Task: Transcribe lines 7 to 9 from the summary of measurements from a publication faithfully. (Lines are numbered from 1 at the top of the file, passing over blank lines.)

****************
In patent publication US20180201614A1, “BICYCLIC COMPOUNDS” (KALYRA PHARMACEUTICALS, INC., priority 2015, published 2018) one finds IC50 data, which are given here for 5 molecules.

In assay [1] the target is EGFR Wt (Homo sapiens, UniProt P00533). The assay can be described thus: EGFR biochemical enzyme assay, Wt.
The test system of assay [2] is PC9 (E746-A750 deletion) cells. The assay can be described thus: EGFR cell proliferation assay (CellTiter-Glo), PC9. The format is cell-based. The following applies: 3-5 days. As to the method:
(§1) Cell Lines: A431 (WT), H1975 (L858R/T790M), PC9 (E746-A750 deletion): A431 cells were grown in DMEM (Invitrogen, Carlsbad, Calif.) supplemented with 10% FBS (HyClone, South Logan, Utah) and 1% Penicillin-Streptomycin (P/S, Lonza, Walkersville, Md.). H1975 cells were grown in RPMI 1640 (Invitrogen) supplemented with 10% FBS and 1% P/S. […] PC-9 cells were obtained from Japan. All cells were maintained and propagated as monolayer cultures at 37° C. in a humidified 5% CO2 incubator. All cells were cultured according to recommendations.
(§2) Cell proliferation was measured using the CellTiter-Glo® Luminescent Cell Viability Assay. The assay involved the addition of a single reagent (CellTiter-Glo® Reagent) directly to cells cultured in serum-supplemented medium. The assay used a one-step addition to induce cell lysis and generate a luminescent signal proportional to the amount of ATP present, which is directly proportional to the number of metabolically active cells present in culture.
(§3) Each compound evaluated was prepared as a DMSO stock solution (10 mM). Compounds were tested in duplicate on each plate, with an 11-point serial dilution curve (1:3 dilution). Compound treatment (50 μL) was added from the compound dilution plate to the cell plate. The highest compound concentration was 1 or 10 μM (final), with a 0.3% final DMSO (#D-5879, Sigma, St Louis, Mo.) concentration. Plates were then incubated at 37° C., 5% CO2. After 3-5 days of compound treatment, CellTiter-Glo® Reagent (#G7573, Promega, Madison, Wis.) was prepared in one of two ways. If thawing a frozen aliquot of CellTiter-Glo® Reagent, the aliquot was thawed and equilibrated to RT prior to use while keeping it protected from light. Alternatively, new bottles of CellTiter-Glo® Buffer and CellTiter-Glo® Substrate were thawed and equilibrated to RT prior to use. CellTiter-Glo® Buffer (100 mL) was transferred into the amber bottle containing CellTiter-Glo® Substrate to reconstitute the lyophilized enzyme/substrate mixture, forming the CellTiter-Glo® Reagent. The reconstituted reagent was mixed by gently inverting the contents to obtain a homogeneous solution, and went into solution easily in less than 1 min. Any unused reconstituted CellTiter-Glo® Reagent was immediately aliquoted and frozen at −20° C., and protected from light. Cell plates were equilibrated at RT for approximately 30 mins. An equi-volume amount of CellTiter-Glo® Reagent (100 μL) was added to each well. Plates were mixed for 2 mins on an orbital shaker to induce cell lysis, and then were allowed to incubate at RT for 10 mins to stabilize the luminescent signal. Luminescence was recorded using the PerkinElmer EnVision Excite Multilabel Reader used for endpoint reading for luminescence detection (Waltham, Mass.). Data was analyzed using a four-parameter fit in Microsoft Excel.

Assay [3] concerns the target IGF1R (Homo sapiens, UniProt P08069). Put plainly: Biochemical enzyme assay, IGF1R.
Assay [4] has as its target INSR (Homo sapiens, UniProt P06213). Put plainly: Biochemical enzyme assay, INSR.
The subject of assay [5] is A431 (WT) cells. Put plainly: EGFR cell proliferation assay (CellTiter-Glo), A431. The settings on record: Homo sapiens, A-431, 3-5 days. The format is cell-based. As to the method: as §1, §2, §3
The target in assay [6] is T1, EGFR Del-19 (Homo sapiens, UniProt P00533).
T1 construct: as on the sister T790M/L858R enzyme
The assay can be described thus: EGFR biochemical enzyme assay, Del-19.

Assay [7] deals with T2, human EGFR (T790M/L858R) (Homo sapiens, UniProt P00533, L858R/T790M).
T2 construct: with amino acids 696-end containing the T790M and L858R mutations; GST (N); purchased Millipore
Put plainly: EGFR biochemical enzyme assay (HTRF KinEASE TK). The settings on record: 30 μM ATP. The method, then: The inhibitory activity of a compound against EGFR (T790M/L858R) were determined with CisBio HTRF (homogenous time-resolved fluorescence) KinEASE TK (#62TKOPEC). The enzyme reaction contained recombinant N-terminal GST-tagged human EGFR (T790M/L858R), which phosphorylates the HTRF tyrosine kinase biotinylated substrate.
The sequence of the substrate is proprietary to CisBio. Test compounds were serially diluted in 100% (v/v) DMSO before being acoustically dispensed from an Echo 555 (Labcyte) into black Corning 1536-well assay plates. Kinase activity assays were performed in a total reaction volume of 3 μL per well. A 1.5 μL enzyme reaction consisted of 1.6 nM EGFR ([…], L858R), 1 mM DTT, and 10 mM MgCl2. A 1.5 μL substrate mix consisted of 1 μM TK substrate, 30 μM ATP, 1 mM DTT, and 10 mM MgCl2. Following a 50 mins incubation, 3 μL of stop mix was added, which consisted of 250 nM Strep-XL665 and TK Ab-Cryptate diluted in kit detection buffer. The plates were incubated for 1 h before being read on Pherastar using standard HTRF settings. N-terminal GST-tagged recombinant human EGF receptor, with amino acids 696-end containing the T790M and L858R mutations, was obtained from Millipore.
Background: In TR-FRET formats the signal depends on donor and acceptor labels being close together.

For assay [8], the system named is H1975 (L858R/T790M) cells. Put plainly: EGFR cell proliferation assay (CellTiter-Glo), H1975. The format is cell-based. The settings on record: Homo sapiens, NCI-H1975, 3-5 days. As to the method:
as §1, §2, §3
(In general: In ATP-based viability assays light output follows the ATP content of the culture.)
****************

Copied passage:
Assay [3] concerns the target IGF1R (Homo sapiens, UniProt P08069). Put plainly: Biochemical enzyme assay, IGF1R.
Assay [4] has as its target INSR (Homo sapiens, UniProt P06213). Put plainly: Biochemical enzyme assay, INSR.
The subject of assay [5] is A431 (WT) cells. Put plainly: EGFR cell proliferation assay (CellTiter-Glo), A431. The settings on record: Homo sapiens, A-431, 3-5 days. The format is cell-based. As to the method: as §1, §2, §3